In 2007, photographer Veejay Villafranca began toiling on Marked: The Gangs of Baseco as part of his final portfolio in his photojournalism class at the Asian Center for Journalism of the Ateneo. It took him two years before he could finally wrap up work. “During the first year and a half of the project, I would be there almost every day,” he says. “It also came to a point where I was already looking for a small space in the compound. Then the succeeding year I would make it a point to visit at least twice a month.”
Baseco is, of course, not the swankiest of places to live in. Situated in Port Area, Manila, it is made up of 52 hectares of reclaimed land and there are more than 47,000 families living in shanties standing on stilts rooted on swampy grounds. Occasionally, the polluted waters of Manila Bay would even find its way to these ramshackle homes. “It was purportedly built as a world class resort by former First Lady Imelda Marcos,” says Veejay, “but turned out to be the town where dreams of greener pastures have perished.” Baseco actually stands for Bataan Shipping and Engineering Company.
While the entire former shipyard was certainly overwhelmingly throbbing with various unsettling subjects, the young lensman zeroed in on the gangs, particularly the Chinese Mafia Crew.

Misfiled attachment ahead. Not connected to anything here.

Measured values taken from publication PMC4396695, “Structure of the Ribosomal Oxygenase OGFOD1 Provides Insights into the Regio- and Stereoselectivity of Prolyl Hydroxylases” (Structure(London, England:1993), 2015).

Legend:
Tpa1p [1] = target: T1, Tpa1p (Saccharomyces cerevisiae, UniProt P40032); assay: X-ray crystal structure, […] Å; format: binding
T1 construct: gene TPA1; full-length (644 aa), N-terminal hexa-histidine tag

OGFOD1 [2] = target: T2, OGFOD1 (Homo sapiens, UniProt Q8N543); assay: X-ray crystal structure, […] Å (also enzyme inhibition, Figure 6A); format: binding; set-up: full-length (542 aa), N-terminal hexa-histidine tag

“You know one person recently made a comment about my photos,” Veejay tells Swank. “She said she works daw as a nurse in the compound and she was asking, inspite of my 'brave' efforts to document the gangs, why not tell the story of everything 'good' that was happening and that has happened in the area. I said, ‘You see when I met these people, they were hostile. They didn’t want to talk and they were very apprehensive to be photographed. When the time came that they opened up na and accepted my intrusion, I was greatly humbled and thankful. As I continuously documented their lives, I grew as well. From the dangerous nature, tattoos and drugs, I saw that they are young hopefuls longing to get out of the vicious cycle. I have learned that one by one they have been disappearing from the slums because most of them are already working. This was the same reason I documented this story. Another story of poverty and struggle, but a new story of hope and change.”
Just recently, Veejay found himself back in Baseco, although for an assignment not related to the gangs. “I dropped by in one of the gang members’ houses. The mother was there, but the guy wasn’t. She said he was working and would only go home during weekends. That made me smile.”JG
In 2008, Marked: The Gangs of Baseco won for Veejay the Ian Parry Grant. Ian Parry was a young photographer who died in a plane crash in Romania. As a tribute, his friends and editors set up this award in London for young emerging photographers every year. Marked is part of the ongoing three-man photography show (with Jake Versoza and Tammy David) called STRIP 2010 at the Silverlens Gallery in Pasong Tamo Extension.
Images courtesy of Silverlens. For more of Marked and Veejay's works, click here.